A LIFESTYLE INTERVENTION TARGETING ENHANCED HEALTH AND FUNCTION FOR PERSONS WITH CHRONIC SCI IN CAREGIVER/CARE-RECEIVER RELATIONSHIPS: EFFECTS OF CAREGIVER CO-TREATMENT

Purpose

To determine the effect in health and functional impact of a lifestyle intervention in people with chronic SCI and their caregivers.  We are interested in seeing if the complementary caregiver intervention enhances health and functional benefits obtained by the SCI individual.

 

Criteria

SCI men and women with their caregivers (enrollment as a couple).  SCI: motor complete or incomplete, C5-L1 traumatic or non-traumatic, non-progressive spinal injury; 18-65 years old; ≥1 year post-injury. Caregiver: healthy; 18-65 years old; who provide social and/or physical support to the SCI participants.

 

Duration

Approximately 14 months total, including a screening visit to assess cardiometabolic risk for the SCI individual.  Additional testing periods at time of enrollment, baseline, and 6 and 12 months for SCI and caregivers.

 

Enrollment Open Until

September 2020.

 

Principal Investigator/Contact

Dr. Mark S. Nash / Dr. Luisa Betancourt

ENERGY EXPENDITURE DURING AND AFTER ELECTRICALLY STIMULATED CYCLING IN PERSONS WITH SPINAL CORD INJURY

Purpose

To examine the use of electrical stimulation when applied on the skin to initiate muscle contraction and cycling motion in persons with SCI.  The procedures will test the number of calories that burn during and following a 30-minute cycling session in which the electrical stimulation contracts the thigh muscles (front and back) and buttocks muscles.  The investigators will compute the number of calories burned by monitoring metabolism during cycling, and will see whether this agrees with software used by the cycle to calculate energy consumption.

 

Criteria

Motor complete or incomplete, C1-L1 traumatic or non-traumatic spinal injury; 18-60 years old; ≥1 year post-injury; responsive to electrical stimulation (as determined by previous knowledge or during an assessment).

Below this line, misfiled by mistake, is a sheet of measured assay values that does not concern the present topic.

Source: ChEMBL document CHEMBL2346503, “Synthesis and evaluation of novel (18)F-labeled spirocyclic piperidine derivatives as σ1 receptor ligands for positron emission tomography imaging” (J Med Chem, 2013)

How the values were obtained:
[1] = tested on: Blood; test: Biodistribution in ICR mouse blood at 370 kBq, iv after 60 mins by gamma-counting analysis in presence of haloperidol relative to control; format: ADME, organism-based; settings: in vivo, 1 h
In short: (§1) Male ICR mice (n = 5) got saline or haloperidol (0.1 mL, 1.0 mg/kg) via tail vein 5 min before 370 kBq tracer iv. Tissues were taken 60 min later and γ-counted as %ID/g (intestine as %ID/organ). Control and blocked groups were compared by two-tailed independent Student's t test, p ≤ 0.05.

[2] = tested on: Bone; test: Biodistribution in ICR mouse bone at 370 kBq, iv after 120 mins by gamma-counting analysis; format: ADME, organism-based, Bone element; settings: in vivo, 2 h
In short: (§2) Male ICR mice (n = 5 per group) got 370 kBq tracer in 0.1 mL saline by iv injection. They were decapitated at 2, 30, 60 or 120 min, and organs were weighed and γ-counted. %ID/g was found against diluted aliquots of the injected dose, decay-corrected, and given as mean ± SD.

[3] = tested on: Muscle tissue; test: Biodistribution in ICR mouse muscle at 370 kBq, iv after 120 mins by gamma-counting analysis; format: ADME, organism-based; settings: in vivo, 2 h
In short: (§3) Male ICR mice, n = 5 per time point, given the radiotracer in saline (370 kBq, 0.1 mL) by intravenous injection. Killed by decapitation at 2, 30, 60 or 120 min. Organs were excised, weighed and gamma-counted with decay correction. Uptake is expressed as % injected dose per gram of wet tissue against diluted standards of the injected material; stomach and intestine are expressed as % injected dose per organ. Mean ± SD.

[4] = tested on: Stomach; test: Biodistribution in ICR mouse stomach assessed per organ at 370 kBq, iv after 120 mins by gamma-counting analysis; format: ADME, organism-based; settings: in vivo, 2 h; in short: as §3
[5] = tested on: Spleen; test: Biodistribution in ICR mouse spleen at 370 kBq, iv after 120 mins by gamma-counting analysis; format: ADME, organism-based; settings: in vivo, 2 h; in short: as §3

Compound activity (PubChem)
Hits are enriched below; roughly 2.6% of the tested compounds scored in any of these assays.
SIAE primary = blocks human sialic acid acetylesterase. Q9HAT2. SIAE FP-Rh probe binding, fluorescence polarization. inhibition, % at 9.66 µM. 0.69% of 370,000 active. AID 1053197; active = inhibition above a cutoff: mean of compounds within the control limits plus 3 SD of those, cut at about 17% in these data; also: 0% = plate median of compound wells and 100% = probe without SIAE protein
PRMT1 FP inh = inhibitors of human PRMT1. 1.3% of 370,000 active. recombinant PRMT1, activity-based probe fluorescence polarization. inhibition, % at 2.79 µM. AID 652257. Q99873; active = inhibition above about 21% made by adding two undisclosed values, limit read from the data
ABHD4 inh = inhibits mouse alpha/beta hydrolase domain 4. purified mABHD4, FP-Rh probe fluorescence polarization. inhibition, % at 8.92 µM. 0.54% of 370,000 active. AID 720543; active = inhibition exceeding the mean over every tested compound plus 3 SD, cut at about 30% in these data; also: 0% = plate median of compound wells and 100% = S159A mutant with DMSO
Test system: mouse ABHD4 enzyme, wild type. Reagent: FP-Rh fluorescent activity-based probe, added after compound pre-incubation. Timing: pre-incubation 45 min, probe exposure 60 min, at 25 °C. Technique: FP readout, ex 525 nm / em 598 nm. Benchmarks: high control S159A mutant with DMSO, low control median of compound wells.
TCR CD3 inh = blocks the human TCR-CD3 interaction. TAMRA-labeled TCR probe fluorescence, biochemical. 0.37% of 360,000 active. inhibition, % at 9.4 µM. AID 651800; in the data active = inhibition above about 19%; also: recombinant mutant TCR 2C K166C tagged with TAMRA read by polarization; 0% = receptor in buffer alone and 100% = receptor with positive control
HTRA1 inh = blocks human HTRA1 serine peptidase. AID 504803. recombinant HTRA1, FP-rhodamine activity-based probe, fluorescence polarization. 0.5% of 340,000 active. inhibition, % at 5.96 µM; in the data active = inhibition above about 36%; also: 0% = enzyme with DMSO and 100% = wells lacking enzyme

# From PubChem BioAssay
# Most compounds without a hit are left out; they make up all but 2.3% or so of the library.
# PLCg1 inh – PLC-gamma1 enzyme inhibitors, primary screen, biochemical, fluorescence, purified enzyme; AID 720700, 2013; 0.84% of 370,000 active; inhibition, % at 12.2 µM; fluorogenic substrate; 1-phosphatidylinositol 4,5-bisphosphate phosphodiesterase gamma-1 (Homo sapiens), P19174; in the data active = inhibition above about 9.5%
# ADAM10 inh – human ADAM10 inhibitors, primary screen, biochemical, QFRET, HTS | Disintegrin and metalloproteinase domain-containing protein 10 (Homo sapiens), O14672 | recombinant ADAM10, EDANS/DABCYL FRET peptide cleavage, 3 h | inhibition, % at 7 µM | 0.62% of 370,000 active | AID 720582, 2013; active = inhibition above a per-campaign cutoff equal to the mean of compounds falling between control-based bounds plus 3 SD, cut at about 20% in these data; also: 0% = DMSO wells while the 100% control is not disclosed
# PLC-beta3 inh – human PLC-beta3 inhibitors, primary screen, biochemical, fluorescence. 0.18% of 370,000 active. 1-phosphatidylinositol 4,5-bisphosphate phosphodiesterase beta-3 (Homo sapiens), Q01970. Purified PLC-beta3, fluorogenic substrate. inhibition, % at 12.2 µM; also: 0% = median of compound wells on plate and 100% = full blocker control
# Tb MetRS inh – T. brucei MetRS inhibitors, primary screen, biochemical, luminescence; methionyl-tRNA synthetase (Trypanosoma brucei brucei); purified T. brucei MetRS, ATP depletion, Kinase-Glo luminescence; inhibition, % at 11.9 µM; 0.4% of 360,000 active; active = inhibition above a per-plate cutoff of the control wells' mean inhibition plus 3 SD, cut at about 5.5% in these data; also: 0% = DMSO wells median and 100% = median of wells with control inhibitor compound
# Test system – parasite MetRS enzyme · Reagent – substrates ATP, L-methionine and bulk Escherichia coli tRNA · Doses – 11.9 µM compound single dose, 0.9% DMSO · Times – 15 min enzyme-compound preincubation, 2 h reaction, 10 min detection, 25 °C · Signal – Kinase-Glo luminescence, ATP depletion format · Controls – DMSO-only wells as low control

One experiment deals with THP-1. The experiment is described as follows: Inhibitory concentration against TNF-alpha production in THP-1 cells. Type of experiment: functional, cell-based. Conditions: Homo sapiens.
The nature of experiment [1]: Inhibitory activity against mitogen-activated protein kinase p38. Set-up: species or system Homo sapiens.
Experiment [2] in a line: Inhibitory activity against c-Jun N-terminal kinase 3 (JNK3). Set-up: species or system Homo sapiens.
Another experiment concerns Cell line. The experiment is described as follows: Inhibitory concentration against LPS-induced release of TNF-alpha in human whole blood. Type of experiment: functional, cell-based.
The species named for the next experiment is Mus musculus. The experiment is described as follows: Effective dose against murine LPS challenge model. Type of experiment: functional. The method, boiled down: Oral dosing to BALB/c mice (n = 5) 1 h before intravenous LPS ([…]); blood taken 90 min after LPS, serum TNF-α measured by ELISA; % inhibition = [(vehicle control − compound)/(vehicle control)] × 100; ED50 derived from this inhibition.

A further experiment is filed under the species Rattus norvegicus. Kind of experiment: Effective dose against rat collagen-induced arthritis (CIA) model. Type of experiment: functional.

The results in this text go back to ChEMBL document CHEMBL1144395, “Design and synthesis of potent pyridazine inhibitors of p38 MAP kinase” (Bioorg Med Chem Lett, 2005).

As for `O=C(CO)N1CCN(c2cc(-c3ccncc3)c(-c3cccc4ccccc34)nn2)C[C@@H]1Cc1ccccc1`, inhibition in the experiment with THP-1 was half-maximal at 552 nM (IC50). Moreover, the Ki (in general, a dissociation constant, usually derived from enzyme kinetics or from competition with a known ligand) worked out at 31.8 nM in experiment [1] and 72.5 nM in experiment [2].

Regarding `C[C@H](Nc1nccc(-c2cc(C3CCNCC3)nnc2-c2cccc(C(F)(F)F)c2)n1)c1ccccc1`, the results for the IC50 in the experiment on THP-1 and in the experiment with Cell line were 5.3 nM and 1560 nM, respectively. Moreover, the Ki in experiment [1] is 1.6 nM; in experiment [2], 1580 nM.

Duration

Five visits over the course of approximately two weeks, for a total of about 7 – 9 hours.

 

Enrollment Open Until

20 people complete the study.

 

Principal Investigator/Contact

Dr. Mark S. Nash / David McMillan

STAKEHOLDER PERCEPTIONS AND CLINICAL ASSESSMENT OF CARDIOMETABOLIC DISEASE/SYNDROME AFTER SPINAL CORD INJURY

Purpose

It is known that risks for heart and blood vessel disease (atherosclerosis) and abnormal sugar metabolism (diabetes) are elevated after SCI. The investigators don’t know whether individuals were ever told by their physician if have these risks, or currently have these risks. We are interested to determine if individuals with SCI are overweight, have abnormal sugar metabolism (insulin resistance or diabetes), have blood pressure that is too high or have blood fats that are outside of acceptable ranges. This information will be measured and compared with the individuals’ clinical report of their physician’s or other health care professionals (nurses or therapists) advice of having these risks. As these risks may change with time after SCI, the Investigators are also interested in seeing whether this information changes after one and two years of living with a SCI.

 

Criteria

SCI men and women. 18 – 70 years old; Motor complete or incomplete, C5-L1, traumatic spinal injury; within 2 months of discharge from initial rehabilitation post-injury;

 

Duration

Approximately 24 months total, including a screening visit to assess risk for heart, blood vessel disease and blood sugar metabolism for the individual with SCI. Testing periods at time of enrollment, 12 months and 24 months after.

 

Enrollment Open Until

September 2020

 

Principal Investigator/Contact

Dr. Mark S. Nash / Dr. Luisa Betancourt